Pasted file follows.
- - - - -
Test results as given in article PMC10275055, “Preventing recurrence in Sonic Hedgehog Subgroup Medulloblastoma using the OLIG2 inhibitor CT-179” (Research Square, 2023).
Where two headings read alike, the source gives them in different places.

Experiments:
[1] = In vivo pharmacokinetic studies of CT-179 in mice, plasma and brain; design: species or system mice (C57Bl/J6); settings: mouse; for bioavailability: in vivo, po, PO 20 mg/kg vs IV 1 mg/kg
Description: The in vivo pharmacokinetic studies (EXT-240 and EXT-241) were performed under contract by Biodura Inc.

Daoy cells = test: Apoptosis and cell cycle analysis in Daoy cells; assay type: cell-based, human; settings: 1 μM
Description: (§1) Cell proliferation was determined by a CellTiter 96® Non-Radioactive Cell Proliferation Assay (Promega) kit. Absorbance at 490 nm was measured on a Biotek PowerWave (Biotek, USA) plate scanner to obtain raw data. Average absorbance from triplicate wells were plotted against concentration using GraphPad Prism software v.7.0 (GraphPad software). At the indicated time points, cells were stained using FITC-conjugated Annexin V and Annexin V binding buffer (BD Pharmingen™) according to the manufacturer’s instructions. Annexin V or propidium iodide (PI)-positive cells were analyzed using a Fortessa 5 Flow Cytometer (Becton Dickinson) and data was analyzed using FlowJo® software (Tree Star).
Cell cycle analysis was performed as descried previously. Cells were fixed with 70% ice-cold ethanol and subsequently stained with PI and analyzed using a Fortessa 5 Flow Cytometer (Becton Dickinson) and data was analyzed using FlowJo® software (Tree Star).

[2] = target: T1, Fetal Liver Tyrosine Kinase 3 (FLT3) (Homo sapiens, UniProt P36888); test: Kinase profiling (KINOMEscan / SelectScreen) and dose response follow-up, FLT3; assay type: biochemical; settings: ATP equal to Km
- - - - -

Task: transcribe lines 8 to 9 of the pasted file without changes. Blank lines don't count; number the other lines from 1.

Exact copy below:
Cell cycle analysis was performed as descried previously. Cells were fixed with 70% ice-cold ethanol and subsequently stained with PI and analyzed using a Fortessa 5 Flow Cytometer (Becton Dickinson) and data was analyzed using FlowJo® software (Tree Star).

[2] = target: T1, Fetal Liver Tyrosine Kinase 3 (FLT3) (Homo sapiens, UniProt P36888); test: Kinase profiling (KINOMEscan / SelectScreen) and dose response follow-up, FLT3; assay type: biochemical; settings: ATP equal to Km